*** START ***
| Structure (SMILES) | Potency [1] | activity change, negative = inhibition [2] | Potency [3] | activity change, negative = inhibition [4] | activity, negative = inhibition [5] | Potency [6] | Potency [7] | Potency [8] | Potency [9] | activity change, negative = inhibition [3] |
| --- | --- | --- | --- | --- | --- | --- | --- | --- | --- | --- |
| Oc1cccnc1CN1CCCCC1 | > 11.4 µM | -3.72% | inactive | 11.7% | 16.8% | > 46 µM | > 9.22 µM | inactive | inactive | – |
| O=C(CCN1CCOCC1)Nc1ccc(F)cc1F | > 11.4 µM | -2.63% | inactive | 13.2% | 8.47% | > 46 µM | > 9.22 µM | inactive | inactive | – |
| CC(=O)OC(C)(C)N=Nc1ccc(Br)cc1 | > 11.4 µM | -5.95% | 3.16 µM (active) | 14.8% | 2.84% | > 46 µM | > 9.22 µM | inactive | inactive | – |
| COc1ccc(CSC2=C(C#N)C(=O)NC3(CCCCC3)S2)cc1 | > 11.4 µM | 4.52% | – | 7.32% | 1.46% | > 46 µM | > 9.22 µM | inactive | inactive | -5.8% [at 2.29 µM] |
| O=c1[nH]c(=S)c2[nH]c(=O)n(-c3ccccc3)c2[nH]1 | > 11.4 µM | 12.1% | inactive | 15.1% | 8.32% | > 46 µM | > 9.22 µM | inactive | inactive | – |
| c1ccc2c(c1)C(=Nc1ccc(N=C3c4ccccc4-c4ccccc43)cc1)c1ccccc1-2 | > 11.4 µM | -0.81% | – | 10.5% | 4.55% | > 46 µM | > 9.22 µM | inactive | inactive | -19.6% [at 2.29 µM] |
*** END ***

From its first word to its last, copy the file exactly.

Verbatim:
| Structure (SMILES) | Potency [1] | activity change, negative = inhibition [2] | Potency [3] | activity change, negative = inhibition [4] | activity, negative = inhibition [5] | Potency [6] | Potency [7] | Potency [8] | Potency [9] | activity change, negative = inhibition [3] |
| --- | --- | --- | --- | --- | --- | --- | --- | --- | --- | --- |
| Oc1cccnc1CN1CCCCC1 | > 11.4 µM | -3.72% | inactive | 11.7% | 16.8% | > 46 µM | > 9.22 µM | inactive | inactive | – |
| O=C(CCN1CCOCC1)Nc1ccc(F)cc1F | > 11.4 µM | -2.63% | inactive | 13.2% | 8.47% | > 46 µM | > 9.22 µM | inactive | inactive | – |
| CC(=O)OC(C)(C)N=Nc1ccc(Br)cc1 | > 11.4 µM | -5.95% | 3.16 µM (active) | 14.8% | 2.84% | > 46 µM | > 9.22 µM | inactive | inactive | – |
| COc1ccc(CSC2=C(C#N)C(=O)NC3(CCCCC3)S2)cc1 | > 11.4 µM | 4.52% | – | 7.32% | 1.46% | > 46 µM | > 9.22 µM | inactive | inactive | -5.8% [at 2.29 µM] |
| O=c1[nH]c(=S)c2[nH]c(=O)n(-c3ccccc3)c2[nH]1 | > 11.4 µM | 12.1% | inactive | 15.1% | 8.32% | > 46 µM | > 9.22 µM | inactive | inactive | – |
| c1ccc2c(c1)C(=Nc1ccc(N=C3c4ccccc4-c4ccccc43)cc1)c1ccccc1-2 | > 11.4 µM | -0.81% | – | 10.5% | 4.55% | > 46 µM | > 9.22 µM | inactive | inactive | -19.6% [at 2.29 µM] |